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Security, cleanup costs for Daily Gazette Holiday Parade hit $49,000

Security, cleanup costs for Daily Gazette Holiday Parade hit $49,000

Measures following recent terrorist attacks
Security, cleanup costs for Daily Gazette Holiday Parade hit $49,000
Santa Claus and The Daily Gazette Holiday Parade float makes its way through downtown Schenectady on Nov. 18, 2017.
Photographer: Peter R. Barber

SCHENECTADY — Security and equipment costs for the city were up a little more than $13,000 for the 49th annual Daily Gazette Holiday Parade.

The increased costs reflected heavier security measures that were deemed necessary following terrorist attacks elsewhere that occurred during the year leading up to the parade, according to city officials.

The total security and cleanup cost for the 2016 holiday parade for the city was $36,531.21. The cost for 2017 was a total of $49,728.11.


There was a check presentation during the City Council meeting on Monday, where Trustco Bank Executive Vice President Robert Leonard gave a $5,000 check to Mayor Gary McCarthy as a donation to offset the costs of the parade.

This increased overtime costs for city police officers went from $19,542.44 in 2016 to $24,102.36 in 2017.

City Police Chief Eric Clifford said his department didn’t use any more manpower for the parade, but officers were put in different locations compared with previous years.

For example, instead of having a set of possibly 10 officers monitoring one zone of State Street, where the parade occurred, some were placed on the roofs of buildings for better visibility of any oncoming threats.

“Whenever we put on a large event like this, the safety of those attending is the No. 1 priority, regardless of cost,” Clifford said.

The figures also include equipment used in the security and cleanup of the parade. Some of the equipment used included 10-wheel trucks, garbage trucks, dump trucks and other vehicles.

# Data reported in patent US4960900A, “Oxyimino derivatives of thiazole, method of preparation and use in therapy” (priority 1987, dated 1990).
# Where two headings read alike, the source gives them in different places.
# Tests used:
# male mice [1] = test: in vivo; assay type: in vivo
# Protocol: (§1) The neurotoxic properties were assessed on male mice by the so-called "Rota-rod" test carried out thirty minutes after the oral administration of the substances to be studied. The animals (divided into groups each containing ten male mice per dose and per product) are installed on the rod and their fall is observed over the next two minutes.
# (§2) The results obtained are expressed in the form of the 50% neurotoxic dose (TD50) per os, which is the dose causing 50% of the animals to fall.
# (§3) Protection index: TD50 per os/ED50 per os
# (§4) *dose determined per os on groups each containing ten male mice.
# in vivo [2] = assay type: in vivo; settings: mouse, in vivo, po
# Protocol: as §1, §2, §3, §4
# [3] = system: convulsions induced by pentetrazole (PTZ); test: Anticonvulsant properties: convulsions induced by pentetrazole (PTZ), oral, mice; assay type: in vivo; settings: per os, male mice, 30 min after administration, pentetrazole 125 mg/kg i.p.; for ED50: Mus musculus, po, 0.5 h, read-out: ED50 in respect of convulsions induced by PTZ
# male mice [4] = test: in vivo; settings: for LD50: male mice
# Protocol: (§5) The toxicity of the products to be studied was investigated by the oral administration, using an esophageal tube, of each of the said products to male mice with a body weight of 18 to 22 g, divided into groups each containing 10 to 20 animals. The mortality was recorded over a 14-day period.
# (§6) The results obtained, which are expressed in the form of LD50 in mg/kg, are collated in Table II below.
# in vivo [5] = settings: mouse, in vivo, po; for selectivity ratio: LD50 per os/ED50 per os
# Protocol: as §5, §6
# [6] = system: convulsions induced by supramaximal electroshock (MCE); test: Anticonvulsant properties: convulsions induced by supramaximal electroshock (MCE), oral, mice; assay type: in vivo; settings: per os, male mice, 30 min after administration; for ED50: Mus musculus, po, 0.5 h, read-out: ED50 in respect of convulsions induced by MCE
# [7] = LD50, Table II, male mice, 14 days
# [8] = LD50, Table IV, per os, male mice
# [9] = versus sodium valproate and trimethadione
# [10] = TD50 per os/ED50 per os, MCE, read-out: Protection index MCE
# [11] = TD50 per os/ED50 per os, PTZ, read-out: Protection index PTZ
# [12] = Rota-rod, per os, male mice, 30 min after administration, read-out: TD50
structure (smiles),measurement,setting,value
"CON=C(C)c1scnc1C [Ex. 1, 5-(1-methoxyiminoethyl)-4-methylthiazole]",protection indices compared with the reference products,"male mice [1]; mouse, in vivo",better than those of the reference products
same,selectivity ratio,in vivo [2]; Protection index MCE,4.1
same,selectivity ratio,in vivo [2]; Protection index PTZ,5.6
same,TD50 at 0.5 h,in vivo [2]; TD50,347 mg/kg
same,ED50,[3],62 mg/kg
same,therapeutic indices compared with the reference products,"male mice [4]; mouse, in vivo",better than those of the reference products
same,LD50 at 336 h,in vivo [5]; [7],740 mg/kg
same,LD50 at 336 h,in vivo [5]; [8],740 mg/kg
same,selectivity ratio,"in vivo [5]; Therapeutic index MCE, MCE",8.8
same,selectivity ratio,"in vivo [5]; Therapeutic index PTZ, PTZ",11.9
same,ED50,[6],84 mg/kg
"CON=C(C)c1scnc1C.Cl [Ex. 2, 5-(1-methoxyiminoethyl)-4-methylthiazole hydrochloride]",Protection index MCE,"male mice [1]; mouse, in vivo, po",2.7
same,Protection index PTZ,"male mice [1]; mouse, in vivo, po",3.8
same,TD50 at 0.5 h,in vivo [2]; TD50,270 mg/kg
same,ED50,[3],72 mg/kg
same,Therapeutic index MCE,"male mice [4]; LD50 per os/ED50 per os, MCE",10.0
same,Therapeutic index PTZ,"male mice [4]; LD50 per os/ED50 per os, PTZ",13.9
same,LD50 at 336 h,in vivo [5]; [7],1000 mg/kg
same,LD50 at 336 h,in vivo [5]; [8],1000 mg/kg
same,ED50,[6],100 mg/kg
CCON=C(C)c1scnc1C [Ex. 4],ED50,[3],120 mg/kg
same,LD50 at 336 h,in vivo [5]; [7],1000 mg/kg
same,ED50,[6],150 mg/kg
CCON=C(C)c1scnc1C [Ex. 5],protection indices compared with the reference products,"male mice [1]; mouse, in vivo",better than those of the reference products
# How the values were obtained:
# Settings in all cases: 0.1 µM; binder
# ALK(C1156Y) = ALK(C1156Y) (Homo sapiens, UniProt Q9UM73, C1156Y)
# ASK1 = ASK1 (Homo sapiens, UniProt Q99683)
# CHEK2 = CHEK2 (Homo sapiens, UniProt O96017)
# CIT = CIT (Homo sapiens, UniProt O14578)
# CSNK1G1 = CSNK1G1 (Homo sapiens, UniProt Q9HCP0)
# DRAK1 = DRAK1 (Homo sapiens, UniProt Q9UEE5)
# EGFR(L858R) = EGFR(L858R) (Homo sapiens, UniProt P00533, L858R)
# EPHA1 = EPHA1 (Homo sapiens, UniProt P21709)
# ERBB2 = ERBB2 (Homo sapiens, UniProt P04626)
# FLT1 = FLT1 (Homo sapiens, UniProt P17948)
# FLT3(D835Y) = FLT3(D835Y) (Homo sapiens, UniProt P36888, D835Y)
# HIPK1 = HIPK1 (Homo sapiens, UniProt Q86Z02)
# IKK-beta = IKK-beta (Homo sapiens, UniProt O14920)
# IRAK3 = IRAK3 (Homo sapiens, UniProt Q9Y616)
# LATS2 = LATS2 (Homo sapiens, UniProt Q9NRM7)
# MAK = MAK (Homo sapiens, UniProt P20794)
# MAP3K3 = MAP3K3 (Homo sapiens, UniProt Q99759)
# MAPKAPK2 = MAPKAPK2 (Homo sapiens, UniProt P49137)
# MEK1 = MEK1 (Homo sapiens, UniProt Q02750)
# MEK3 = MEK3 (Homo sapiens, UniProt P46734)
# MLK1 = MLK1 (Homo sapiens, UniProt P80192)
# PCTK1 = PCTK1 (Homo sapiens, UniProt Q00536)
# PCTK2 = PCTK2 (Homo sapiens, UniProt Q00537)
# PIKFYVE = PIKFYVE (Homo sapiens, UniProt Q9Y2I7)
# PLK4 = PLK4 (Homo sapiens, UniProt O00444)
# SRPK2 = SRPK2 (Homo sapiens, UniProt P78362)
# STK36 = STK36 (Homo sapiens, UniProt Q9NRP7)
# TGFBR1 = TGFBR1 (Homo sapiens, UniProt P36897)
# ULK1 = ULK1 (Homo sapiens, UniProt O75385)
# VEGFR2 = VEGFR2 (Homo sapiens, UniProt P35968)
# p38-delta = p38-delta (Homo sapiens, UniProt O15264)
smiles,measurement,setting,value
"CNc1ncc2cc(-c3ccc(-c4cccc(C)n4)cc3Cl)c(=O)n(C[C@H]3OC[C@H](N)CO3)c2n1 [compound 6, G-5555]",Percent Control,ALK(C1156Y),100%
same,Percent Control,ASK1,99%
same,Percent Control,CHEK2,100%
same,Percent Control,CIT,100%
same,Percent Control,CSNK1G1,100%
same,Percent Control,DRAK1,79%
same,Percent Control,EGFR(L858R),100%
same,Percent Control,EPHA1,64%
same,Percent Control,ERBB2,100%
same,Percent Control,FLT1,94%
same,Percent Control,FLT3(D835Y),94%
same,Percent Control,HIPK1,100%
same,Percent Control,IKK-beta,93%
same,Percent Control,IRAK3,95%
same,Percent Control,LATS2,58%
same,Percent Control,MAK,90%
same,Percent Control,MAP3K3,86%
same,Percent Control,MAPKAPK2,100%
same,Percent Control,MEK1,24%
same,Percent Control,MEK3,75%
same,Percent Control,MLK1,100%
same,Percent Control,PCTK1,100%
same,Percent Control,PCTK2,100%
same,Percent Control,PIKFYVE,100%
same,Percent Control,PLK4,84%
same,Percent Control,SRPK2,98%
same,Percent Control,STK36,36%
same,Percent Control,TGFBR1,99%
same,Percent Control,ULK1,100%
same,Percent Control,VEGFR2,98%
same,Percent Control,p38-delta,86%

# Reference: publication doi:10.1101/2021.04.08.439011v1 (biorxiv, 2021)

The total equipment cost in 2017 was $8,464.50 compared to $5,968.50 in 2016.

City Finance Commissioner Anthony Ferrari said the vehicles were not only used in cleanup before and after the parade, but to also block off access points to the parade.

“We used twice as many trucks in 2017 to block intersections,” Ferrari said. “That was another safety measure.”

There was also more manpower provided by the Waste Department, which saw its overtime costs increase from $1,805.29 in 2016 to $6,130.03 in 2017.

These new safety precautions were taken after a man used a rented truck to run down and kill eight people on a bike path in New York City in what authorities called a terrorist attack. This happened just a month before the parade in Schenectady.

The year before that, a terrorist in France drove a cargo truck through crowds celebrating Bastille Day, killing 86 people.

The costs not only reflect manpower and equipment used during the parade, but also the time put in by both.

Ferrari said more time was spent in preparation of the festival and the cleanup afterward.

“They started earlier and stayed longer for security reasons,” Ferrari said. “Police and [the Fire Department] did a great job. We had the equipment out there to make sure everyone was safe.”

The Daily Gazette was also involved in the parade this year. 

According to President and Publisher John DeAugustine, the paper was in charge of the cost of promoting the event, providing personnel, and the operation of the event. It was also the paper’s responsibility to collect sponsorship money to offset those costs, DeAugustine said.

All in all, the paper spent a total of $33,000 for outside services, including items such as port-a-potties at the staging area, and between $50,000 to $60,000 for the promotion and operation of the event.

The paper also raised $52,000 in sponsorship and parade entry fees to offset those costs.

DeAugustine said the parade doesn’t bring in much money for the paper, but he sees it as The Daily Gazette’s civic duty to its readers.

“We believe in the parade and have been part of the parade for many years,” DeAugustine said. “We plan on continuing to do it.”

DeAugustine also praised the city for stepping up the security measures for the 2017 parade.

“It’s important for the community to get together like this and feel safe,” DeAugustine said. “It’s wonderful they were able to do that.”

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